This high-risk pool is intended to remain in place until replaced by Insurance Exchanges in 2014, which will be an alternative marketplace for Qualified Health plans for the uninsured, self-employed, and small groups regardless of health status. These exchanges will subsidize those with incomes between 133 percent and 400 percent of poverty level. The Government has funded the high-risk pool, to subsidize premiums, with 5 billion dollars. Unfortunately, it is expected that this funding will have to increase to 15 billion by 2013. This pre-existing insurance plan (PCIP) will charge based on age, sex, and territory. Premiums in Florida can be as high as $675 a month for a 50 year male with medical conditions.
The Exchanges will cover a broad range of health benefits, including primary and specialty care, hospital care, and prescription drugs. All covered benefits are available for you, even if it’s to treat a preexisting condition. In addition to monthly premiums, you will pay other costs. You will pay a $2,500 deductible for covered benefits (except for preventive services) before the plan starts to pay. After you pay the deductible, you will pay a $25 copayment for doctor visits, $4 to $30 for most prescription drugs, and 20% of the costs of any other covered benefits you get. Your out-of-pocket costs cannot be more than $5,950 per year. These costs may be higher, if you go outside the plan’s network.
Some of the provisions within the Affordable Care Act apply to all plans, individual and group, while others apply exclusively to new plans, leaving so called grandfathered plans alone.
Grandfathered can be defined as plans that do not change substantially. The following plan changes will result in the “cessation of grandfather status:”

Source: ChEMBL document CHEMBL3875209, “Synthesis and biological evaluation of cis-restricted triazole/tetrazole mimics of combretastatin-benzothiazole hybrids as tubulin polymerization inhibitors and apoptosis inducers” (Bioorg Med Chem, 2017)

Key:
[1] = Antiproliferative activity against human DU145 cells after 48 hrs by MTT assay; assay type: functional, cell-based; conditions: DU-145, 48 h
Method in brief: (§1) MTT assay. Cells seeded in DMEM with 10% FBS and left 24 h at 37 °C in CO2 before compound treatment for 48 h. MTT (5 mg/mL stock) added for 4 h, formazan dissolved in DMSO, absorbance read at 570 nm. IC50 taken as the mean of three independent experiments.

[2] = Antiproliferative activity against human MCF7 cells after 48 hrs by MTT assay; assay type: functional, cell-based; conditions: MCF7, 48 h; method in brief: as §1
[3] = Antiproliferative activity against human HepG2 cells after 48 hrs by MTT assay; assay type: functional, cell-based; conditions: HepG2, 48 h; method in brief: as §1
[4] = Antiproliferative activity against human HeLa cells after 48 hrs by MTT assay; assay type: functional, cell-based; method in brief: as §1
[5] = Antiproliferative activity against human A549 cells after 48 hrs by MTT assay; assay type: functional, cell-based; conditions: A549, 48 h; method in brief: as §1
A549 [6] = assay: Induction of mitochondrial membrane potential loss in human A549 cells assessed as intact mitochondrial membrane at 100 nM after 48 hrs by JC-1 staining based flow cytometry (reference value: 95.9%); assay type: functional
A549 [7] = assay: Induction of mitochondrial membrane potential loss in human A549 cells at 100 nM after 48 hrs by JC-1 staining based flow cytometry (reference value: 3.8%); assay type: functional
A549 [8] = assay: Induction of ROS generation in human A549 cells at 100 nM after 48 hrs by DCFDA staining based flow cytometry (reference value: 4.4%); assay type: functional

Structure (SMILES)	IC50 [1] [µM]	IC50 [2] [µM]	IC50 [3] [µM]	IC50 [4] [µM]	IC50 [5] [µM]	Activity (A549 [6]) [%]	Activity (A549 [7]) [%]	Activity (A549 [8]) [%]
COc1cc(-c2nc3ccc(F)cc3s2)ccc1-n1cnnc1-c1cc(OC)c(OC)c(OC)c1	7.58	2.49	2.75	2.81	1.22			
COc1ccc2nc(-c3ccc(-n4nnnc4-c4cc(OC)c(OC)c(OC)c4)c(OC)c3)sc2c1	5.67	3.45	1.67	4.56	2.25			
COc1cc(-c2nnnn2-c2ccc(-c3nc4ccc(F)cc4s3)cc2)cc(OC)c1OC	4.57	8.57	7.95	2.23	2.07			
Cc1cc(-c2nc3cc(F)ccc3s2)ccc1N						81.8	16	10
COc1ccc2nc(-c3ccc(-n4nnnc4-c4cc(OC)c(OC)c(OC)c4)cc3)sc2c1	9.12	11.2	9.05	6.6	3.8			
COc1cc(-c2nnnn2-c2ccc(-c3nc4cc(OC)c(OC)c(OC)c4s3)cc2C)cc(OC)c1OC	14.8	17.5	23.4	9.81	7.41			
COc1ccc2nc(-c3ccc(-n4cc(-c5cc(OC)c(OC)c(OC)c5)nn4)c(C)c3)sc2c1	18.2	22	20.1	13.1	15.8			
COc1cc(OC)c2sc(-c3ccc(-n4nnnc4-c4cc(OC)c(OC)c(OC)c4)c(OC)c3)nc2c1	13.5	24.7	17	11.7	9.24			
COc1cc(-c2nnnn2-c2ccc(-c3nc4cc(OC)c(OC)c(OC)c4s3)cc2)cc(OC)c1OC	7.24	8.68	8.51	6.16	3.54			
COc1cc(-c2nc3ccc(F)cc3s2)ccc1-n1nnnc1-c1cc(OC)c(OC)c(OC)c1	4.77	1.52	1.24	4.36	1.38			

- The elimination of all or substantially all benefits to diagnose or treat a particular condition.
- Any increase, measured from March 23, 2010, in a percentage cost-sharing requirement (such as an individual’s coinsurance requirement).
- Any increase in a fixed-amount cost-sharing requirement other than a co-payment (for example, a deductible or out-of-pocket limit), determined as of the effective date of the increase, that exceeds medical inflation plus 15%.
- Any increase in a fixed-amount co-payment that exceeds the greater of $5 (increased by medical inflation), or medical inflation plus 15%.
- A decrease in employer contribution rate by more than 5% or the addition of a new annual limit, when one didn’t previously exist, or a decrease in annual limits.
As of September 23rd, children under the age of 19 cannot be denied coverage for their pre-existing conditions; however, the law does not prohibit insurers from denying to insure the children, which is in the process of being remedied. It seems that the regulations were not drafted to require insurers to issue policies to these children.
As of September 23rd, insurers cannot rescind coverage on any health plan, new and grandfathered, except for fraud or intentional misrepresentation.
As of September 23rd, insurers cannot impose lifetime dollar limits on any, new and grandfathered, plan for essential benefits, like: